Here are 11 opera villains – nine from Italian operas (Mozart’s an honorary Italian), the remaining two from Russian works. In making these choices I’ve excluded supernatural characters like the various depictions of the devil. I’ve also disregarded all German operas as it’s too hard to tell the villains from the heroes. The most prominent bad guys in French opera are demonic in one way or another – eg, Faust and Tales of Hoffmann. I’ve also ignored comic villains.

I’ll start with Verdi. Macbeth yields a twofer. Both Mr and Mrs Macbeth are villains of first rank. He’s a murderer and she’s more than an accomplice. He at least meets his well deserved end with a modicum of dignity. She goes mad on stage and dies away from the audience leading to Macbeth’s famous declaration: “It [life] is a tale told by an idiot, full of sound and fury, signifying nothing.”In Piave’s Italian it is: “La vita… che importa?… E’ il racconto d’un povero idiota; Vento e suono che nulla dinota!”

Verdi’s depiction of the Sleepwalking Scene is up to the original’s standard. Leontyne Price is the soprano on this recording. Though renowned for her Verdi roles, she never sang this role in performance.

Macbeth meets his end after singing like an angel before being dispatched by Macduff. In Pieta, rispetto, amore he laments that his life will end without mercy, respect, or love. Why he even imagines he might deserve such adornments of age is impossible to say. The baritone is Leonard Warren who was the Met’s first Macbeth. This recording was made from the broadcast of the opera’s first run by the company. Warren is in stupendous voice.

The Duke in Rigoletto is a favorite of leading tenors. He has three arias, a fine duet, and the lead into the great quartet in the last act. But underneath all the attractive music Verdi has assigned him is a monster. He’s a rapist and a murderer. He abuses his power to the fullest. He has no redeeming characteristics. The only time he shows any warm human emotions is when he laments the loss of the latest girl he’s after – Rigoletto’s teenage daughter Gilda. She’s been abducted by his courtiers. When they tell him she’s in the next room. He rushes off and rapes her. Ella mi fu rapita!…Parmi veder le lagrime is sung before he realizes what’s happened to her. Giuseppe Di Stefano is the tenor in this 1950 “live” recording at the San Francisco Opera..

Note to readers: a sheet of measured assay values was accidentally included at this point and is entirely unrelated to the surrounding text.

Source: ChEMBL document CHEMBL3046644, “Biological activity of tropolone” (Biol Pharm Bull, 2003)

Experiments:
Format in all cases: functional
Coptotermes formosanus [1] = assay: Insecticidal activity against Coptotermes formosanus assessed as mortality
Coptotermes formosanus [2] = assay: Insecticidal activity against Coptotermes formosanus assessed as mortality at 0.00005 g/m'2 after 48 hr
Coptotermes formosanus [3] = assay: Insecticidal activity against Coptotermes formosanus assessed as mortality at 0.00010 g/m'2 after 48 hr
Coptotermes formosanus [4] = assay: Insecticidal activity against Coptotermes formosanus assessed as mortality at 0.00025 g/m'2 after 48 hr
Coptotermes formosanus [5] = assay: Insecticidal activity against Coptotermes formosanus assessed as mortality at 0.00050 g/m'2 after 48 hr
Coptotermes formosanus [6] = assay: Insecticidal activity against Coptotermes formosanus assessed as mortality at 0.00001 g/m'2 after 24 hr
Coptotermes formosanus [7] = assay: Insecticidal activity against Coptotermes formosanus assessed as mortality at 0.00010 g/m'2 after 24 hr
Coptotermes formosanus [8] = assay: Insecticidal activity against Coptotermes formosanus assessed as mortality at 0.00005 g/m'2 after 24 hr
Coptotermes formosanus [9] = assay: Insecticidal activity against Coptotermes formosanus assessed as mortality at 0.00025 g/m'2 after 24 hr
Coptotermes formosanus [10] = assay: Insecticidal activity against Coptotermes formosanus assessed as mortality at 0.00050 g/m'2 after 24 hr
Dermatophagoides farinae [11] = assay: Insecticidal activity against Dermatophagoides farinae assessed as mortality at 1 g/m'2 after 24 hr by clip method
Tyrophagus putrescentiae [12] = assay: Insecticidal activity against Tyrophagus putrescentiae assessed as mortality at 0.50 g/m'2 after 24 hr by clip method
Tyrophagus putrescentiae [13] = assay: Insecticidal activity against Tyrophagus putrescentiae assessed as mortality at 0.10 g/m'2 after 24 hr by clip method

Iago in Verdi’s Otello is as close to the devil as a human can get. He says as much in his Credo in un Dio crudel (I believe in a cruel God) shortly after the start of Act 2. He even calls himself a demon. He lacks credible cause for his plot to destroy Otello. But that’s the point. He’s so bad that he doesn’t need a reason. The baritone is Ettore Bastianini. There are a few more Verdi villains, such as the marvelously named Wurm in Luisa Miller and Paolo in Simon Boccanegra that I could have included, but they are not leading roles.

A study for Iago might be Barnaba in Ponchielli’s La Gioconda. Arrigo Boito who wrote the libretto for Otello also wrote the book for the Ponchielli potboiler. He was so embarrassed about the wild libretto that he rearranged the letters of his name and took credit for the libretto as Tobia Gorrio. He must have been short of cash when he accepted the commission. Barnaba is a spy who is guilty of a litany of bad behaviors. At the opera’s end after the heroine has taken poison rather than submit to his sexual demands he screams as she is dying that the previous evening he killed her mother. O monumento occurs at the end of Act 1. It accompanies his written denunciation to the Venetian Inquisition of the tenor and the mezzo – unusually the tenor is in love with the mezzo rather than the soprano. Robert Merrill is the baritone. Recorded in performance at the Met.